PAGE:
Feel Good

How to wake up earlier and easier now the clocks have gone back

The stats show that we’re all obsessed with getting our Zzzs, and you’ve probably already read about the benefits related to a quality night’s sleep.

Written by High Life North
Published 17.11.2020

By Stephanie Taylor

According to a recent study, the worldwide sleep industry is worth $40bn and has grown by more than 8 percent this year alone. 

The stats show that we’re all obsessed with getting our Zzzs, and you’ve probably already read about the benefits related to a quality night’s sleep combined with early rising which include being more productive and even moresuccessful.    

But what if you don’t naturally fall into the morning lark crowd? With the darker mornings, Autumn and Winter can make it even harder to wake up early.

By now, we’re all aware of the advice like ‘don’t use electronics late at night’ and ‘get up at the same time every day’. These points are important, but so too are some lesser known tips that’ll help you wake up earlier, easier… 


Set a goal 

If you’re a night owl, then swapping your lie-ins for earlier starts is hard. If you want it to be sustainable you will need a good reason to make it last.  

Think about what you want to get out of that extra morning time. Do you want to use it to hit professional goals? To go for an early morning run? To get household chores out of the way? 

If you don’t come up with a good reason, you’ll automatically find yourself hitting the snooze button so make sure to set yourself some achievable goals. 


Realign your body clock 

Consider buying a wake-up light to help ease that morning struggle, especially during the darker winter months. They give out gentle light which simulates the sun rising, so your body’s wake-up hormones reach their optimum level by the time your alarm sounds.  

Many of these lamps also come with soft sounds to help you wake up, like bird song, as well as sunset settings to get you falling asleep quicker and get quality rest by boosting your levels of the sleep hormone melatonin. 

Wake up during REM sleep 

REM sleep is the lightest stage of sleep and during it, your brain is just as active as if you are awake.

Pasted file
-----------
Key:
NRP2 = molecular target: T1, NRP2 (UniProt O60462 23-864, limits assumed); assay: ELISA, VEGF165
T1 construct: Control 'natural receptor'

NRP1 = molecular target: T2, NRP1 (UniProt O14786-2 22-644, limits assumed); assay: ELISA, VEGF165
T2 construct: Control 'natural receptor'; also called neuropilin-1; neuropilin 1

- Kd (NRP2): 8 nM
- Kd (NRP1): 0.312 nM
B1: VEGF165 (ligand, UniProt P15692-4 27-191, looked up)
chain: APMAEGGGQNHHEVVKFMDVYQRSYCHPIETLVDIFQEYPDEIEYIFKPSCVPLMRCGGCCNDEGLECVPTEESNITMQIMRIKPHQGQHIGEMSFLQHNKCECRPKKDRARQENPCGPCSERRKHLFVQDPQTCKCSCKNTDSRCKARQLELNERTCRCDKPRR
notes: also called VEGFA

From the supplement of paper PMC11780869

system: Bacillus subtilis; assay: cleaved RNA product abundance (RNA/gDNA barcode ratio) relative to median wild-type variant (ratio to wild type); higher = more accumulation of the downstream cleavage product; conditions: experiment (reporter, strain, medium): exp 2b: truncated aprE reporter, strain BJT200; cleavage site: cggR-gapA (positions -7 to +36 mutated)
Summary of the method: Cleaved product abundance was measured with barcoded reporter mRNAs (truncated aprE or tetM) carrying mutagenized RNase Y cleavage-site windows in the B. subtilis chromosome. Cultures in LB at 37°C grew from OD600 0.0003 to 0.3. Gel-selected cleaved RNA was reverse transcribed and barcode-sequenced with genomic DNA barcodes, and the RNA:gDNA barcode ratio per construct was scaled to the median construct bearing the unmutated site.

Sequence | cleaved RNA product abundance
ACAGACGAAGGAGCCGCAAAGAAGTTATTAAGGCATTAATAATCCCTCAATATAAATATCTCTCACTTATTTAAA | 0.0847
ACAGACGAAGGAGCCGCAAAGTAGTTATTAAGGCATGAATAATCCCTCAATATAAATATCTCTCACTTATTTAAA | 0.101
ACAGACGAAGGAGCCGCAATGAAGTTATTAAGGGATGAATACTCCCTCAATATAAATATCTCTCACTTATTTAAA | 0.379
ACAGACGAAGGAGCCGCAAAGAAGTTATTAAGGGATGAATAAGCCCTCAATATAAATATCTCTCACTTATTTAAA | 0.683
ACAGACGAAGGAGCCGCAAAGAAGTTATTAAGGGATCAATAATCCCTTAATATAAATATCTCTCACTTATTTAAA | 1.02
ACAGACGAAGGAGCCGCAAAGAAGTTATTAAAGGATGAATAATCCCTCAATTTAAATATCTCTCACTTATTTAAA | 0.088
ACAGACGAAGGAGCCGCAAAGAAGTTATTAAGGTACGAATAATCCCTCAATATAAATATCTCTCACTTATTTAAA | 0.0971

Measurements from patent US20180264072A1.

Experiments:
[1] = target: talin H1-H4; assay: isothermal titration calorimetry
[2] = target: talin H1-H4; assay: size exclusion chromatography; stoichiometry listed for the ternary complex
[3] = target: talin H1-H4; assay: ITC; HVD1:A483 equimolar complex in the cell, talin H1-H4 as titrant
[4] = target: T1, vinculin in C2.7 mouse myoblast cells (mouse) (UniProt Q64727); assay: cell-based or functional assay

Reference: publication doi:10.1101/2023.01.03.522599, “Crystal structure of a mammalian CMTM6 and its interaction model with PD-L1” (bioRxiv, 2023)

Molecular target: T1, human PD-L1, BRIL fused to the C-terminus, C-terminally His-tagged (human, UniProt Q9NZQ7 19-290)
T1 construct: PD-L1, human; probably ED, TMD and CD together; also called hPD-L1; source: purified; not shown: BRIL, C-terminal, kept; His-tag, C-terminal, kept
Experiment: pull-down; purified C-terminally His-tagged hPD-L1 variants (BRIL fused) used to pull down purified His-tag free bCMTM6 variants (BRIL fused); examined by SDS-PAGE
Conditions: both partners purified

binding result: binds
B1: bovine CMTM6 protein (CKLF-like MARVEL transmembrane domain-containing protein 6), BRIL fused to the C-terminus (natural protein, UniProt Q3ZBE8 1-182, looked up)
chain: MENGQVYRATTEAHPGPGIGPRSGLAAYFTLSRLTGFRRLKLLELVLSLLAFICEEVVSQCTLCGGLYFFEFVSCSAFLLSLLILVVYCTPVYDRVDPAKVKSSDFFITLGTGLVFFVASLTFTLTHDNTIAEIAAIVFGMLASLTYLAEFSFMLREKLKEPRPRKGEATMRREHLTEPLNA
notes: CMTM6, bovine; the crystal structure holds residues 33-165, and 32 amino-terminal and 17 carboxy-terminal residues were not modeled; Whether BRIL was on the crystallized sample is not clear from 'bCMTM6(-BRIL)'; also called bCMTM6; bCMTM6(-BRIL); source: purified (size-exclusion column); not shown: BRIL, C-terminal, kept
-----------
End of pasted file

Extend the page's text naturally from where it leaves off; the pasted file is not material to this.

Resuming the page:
Being woken during this stage of your sleep cycle is proven to make people feel less drowsy and more alert.  

So why not give it a go? If you’ve always felt groggy when your alarm goes off, this might be because you’re in too deep a sleep, so experiment with different times and go from there. 

Eventually, you’ll find your sweet spot, where you’ll rise most easily in the mornings. Then you can begin gradually moving your alarm back. 

And on that note… 

Get up one minute earlier  

If you’ve found a time where it feels easiest to wake but you want to make it earlier, start by setting your alarm back by one extra minute each day. 

It will take longer for you to save a significant amount of time in the mornings, but by slowly lowering your alarm time, it will make it easier for your body to adjust. 


Eat apples for breakfast 

An apple a day doesn’t just keep the doctor away. They also contain around 13g of natural sugar and according to studies, this has a similar effect on the body as coffee. 

Natural glucose from the apple is slowly digested, which makes you feel more awake. Not only this but unlike caffeine, there are no jolts or energy slumps once it has been eaten. 

Porridge and leafy greens will help you feel more alert in those early morning hours, once you’ve got out of bed.  

Add dog-walking to your agenda

Pets are real sticklers for routine and if your dog knows it’s ‘walkies’ at 7 am, it will make sure you’re up at that time every morning without fail. The best alarm clock going! 

A light bit of exercise to kick-start your day will also make you feel more awake and energised too, ready to achieve whatever you need to. 

If getting a pet doesn’t fit with your lifestyle, why not consider other options, like dog-walking sites such as BorrowMyDoggy? This way you get the benefits of an early morning routine without the responsibility of having a dog 24/7.  


About the Author

Stephanie Taylor is Managing Director of StressNoMore 

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